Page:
Which of these organization is more straightforward about its true mission and how it spends its money?

    Neither, arguably.

    Which tries to hide its true mission behind a banner of “ecumenical cooperation”?

    Both, arguably.

    I think it’s fair to question the use of Knight Foundation money to assist the NCC. But we need to have some context if we are going to ask the questions. And the context includes conservative groups with ties to the IRD funding “Christian” journalism programs. If we are talking about a foundation funding religious-based efforts, you can’t talk about Knight without talking about the Ahmanson fortune since the Ahmansons have made journalism a top priority.

    If you are going to criticize Knight for giving money to mainline denominations, you need to understand the context of these organizations and the environments they operate in.

    Should Knight be giving money to the NCC? Maybe not. Should the Ahmanson Foundations–with their interest in journalism–be giving money to the IRD?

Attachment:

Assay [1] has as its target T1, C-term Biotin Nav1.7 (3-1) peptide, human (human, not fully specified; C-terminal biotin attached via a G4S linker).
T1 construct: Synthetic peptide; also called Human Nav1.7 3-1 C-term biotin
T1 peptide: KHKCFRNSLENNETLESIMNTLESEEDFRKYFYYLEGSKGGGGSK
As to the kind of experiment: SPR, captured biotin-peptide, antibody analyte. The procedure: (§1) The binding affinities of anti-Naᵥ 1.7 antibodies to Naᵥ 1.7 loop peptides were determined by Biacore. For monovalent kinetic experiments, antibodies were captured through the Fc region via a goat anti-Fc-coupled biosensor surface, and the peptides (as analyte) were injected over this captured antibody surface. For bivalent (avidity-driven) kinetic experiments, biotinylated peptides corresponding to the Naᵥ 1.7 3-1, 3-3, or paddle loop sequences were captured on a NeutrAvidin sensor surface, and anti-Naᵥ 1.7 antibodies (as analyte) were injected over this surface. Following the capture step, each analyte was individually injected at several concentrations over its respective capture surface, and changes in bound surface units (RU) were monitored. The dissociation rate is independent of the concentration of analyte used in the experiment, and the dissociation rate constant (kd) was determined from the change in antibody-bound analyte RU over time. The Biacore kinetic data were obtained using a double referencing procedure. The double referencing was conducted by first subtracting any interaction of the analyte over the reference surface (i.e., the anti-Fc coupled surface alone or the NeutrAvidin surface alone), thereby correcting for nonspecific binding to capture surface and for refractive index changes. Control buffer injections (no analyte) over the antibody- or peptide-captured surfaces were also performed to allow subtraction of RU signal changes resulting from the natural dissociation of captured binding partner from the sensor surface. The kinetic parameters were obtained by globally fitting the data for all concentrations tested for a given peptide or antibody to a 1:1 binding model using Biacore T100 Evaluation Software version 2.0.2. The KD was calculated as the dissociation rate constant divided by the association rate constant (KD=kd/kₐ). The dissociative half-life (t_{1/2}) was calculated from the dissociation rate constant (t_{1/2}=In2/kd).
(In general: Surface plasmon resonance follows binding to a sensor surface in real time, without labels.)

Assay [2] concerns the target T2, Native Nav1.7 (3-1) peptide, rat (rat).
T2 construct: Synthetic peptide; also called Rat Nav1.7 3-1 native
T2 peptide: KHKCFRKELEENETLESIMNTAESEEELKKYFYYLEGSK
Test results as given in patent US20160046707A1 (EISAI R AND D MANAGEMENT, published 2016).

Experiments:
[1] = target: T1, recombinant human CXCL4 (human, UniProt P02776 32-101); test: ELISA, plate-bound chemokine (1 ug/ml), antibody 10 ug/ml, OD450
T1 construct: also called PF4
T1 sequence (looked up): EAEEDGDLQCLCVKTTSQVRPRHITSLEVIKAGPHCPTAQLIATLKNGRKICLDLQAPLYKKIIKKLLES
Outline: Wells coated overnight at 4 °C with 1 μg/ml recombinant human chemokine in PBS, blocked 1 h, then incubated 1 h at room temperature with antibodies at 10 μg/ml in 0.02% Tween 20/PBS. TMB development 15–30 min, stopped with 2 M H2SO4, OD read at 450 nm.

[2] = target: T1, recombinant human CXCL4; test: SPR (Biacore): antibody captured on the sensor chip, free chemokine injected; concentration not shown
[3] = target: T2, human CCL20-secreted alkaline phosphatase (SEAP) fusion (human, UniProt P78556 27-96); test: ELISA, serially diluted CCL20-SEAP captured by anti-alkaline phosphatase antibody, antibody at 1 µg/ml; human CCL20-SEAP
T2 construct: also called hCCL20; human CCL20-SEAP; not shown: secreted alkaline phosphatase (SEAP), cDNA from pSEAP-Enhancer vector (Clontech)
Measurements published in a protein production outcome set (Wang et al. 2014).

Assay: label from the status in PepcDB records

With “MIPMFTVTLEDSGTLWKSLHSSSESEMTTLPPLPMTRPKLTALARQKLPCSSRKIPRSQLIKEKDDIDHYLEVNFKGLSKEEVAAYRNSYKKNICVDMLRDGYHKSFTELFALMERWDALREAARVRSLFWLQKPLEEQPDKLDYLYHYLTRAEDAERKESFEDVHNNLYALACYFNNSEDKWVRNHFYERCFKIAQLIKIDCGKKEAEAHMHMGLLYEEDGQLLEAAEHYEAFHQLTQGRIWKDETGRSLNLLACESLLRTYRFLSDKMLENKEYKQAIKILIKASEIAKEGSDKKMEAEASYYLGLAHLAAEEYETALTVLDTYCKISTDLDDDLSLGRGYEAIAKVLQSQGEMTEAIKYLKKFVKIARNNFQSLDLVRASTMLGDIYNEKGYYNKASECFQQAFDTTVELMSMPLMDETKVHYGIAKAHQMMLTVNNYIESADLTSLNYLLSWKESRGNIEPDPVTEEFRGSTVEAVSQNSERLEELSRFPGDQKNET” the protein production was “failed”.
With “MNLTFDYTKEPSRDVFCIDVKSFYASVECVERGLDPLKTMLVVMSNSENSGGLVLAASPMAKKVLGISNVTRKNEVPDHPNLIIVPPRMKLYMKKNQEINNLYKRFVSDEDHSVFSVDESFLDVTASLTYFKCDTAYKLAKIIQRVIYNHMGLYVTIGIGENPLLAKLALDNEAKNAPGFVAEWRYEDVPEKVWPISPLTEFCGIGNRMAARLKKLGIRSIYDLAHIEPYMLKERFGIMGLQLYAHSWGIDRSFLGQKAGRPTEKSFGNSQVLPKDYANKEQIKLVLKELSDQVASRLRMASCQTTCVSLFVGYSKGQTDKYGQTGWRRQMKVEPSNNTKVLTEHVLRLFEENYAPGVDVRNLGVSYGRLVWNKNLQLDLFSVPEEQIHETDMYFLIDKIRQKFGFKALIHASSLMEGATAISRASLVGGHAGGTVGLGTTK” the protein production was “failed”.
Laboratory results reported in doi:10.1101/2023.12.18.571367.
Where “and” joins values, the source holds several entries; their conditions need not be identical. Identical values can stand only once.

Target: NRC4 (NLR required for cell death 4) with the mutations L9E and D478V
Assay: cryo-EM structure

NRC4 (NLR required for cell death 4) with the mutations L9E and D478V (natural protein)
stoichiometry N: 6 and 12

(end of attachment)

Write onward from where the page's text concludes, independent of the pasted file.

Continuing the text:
• Scott Allen

    Mollie, great follow-up on your previous posts, and thank you for the links.

    Michael, Mollie has painstakingly pointed out the differences between the IRD and NCC in her previous posts.
    The IRD is lobbying churches to be faithful to Scripture. The NCC is lobbying the government while claiming it represents American christians. There is a difference in both the transparency of the message, and the target of that message.

    Chris and Joel further demonstrate the dishonesty of the Knight Foundation in laundering its money through the NCC in order to give its secular goals the “color” of christianity.

    The NCC is glad to cooperate. After all, these shrinking denominations need the money and since they abandoned the Bible they have a hard time agreeing on their “talking points.”

    I do have a recommendation. PCUSA, United Methodists, ELCA, Episcopal churches and their buddies should replace pew Bibles with copies of TIME magazine. The membership and leaders would then know exactly what PC trend is coming next, and ape it. Nationwide, this may even cost less than $250,000.00 (with volume discount provided by our friends at TIME)! Hey, Knight Foundation, are you listening???

  • Michael